“Unprecedented” is a word bandied around quite regularly but rarely appropriately. It’s difficult to conjure another phrase, though, to describe Sir Philip Rutnam’s on air resignation as permanent secretary at the Home Office. It was a dramatic and emotional moment which genuinely stunned journalists, politicians and the public alike, and it’s not often you can say that.
As we’ve already made clear, the FDA is supporting Sir Philip, so I do not want to go in to detail on his case, which, as he’s indicated, includes a decision to pursue a claim of constructive dismissal at employment tribunal.
An event such as this drives a media feeding frenzy which can quickly consume you. The drive for a quote, a new angle, and, particularly, an “exclusive” becomes relentless. As a result, I’ve read genuinely insightful analysis, recycled garbage and, as new angles dry up, completely fabricated stories driven by a naked partisan interest. I know I should be less naive but it is still quite shocking to be at the heart of an issue, know the facts, and see outright lies splashed across a newspaper headline.
It’s easy to blame the media in these circumstances but they aren’t a homogenous group. Some journalists have less or more ability, principle and political motivation. The vast majority I deal with, though, regardless of the political leaning of their newspaper, are seeking out truth, want corroboration and try to deliver a good story. Whilst the stories they choose and facts they marshal can make a particular point, it is, in the main, reporting of events rather than creating them.
Events can drive that, like Sir Philip’s resignation, but often in the political world the story comes from briefing, or “spinning” as us children of the New Labour era would call it. Creating a story or ensuring your own political angle is emphasised is not new, it’s just that political parties got better at it. The strive for a greater volume of news was fertile ground for those that saw an opportunity to feed the increasingly ravenous beast and get their angle covered favourably.
In the past this has mainly been a spectator sport, as politicians tear lumps out of each other in print, on air and, increasingly, online. Whilst the civil service has been the focus of some of this attention over the years, it was usually frustration spilling out in to the pages of a paper from ministers who couldn’t help themselves.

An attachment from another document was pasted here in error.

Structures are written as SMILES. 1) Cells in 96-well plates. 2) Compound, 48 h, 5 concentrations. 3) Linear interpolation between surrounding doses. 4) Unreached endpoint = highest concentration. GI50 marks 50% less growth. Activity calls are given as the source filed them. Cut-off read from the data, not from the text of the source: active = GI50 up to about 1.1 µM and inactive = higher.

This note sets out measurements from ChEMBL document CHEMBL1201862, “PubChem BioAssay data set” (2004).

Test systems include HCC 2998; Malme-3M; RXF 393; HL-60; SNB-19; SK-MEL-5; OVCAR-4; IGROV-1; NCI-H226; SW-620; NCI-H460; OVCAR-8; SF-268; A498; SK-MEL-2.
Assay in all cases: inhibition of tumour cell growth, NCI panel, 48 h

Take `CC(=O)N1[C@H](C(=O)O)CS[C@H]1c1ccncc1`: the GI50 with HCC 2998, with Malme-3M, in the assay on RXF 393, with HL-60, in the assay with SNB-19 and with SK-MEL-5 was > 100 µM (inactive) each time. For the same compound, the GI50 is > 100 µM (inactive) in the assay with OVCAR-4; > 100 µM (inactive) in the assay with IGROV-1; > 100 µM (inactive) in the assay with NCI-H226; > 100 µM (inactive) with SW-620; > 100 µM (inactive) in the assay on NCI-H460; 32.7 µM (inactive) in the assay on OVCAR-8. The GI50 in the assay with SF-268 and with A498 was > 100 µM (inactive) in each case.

As with so many issues now, Brexit appears to have changed all that. It was a lightning rod for attacks on the impartiality and integrity of the service and, unforgivably, on some individual civil servants. Generally speaking, this was from outwith government, then Department for Exiting the European Union minister Steve Baker’s criticism of his own government’s analysis from the despatch box aside. No.10’s ensuing paralysis, where for several hours it couldn’t confirm or deny whether the official government position was to rubbish the government’s own position owed more to The Thick of It than House of Cards.
Until recently, our main criticism had been that ministers have neglected their duty to defend the civil service, knowing that civil servants cannot publicly defend themselves. This is not simply convention, it is hard wired in to the civil service code.
Not now though. Unattributable briefings against civil servants, usually “sources close to X”, have become the new norm. Ministers enjoy plausible deniability whilst journalists are able to verify they come from the centre of government with a ministerial nod and a wink. Maybe this is good sport in a campaign for a referendum, leadership election or even general election, but it is a destructive cancer when it comes to good government.
As we’ve seen over the last few weeks, ministers can also be the subject of this tactic. Whether it comes from within or outwith the service, it is indefensible and only serves to justify a further escalation in the briefing war. But let’s not beat about the bush, the responsibility for this modus operandi and the vast majority of the bile it produces lies at the door of ministers.
Maybe some relish the mistrust and chaos this is creating, maybe it’s deliberate, who knows? I gave up 4D chess a long time ago. What is clear, though, is that the country needs politicians and civil servants to be working as one unified team and that requires leadership. Government is about the big issues: citizens’ security, prosperity and health. It’s not a game or a theory to be tested. Ultimately, only the prime minister can solve this, as it is a rot that has set in from the top. The question is, following the events of the last few weeks and now in the midst of a public-health crisis, will he?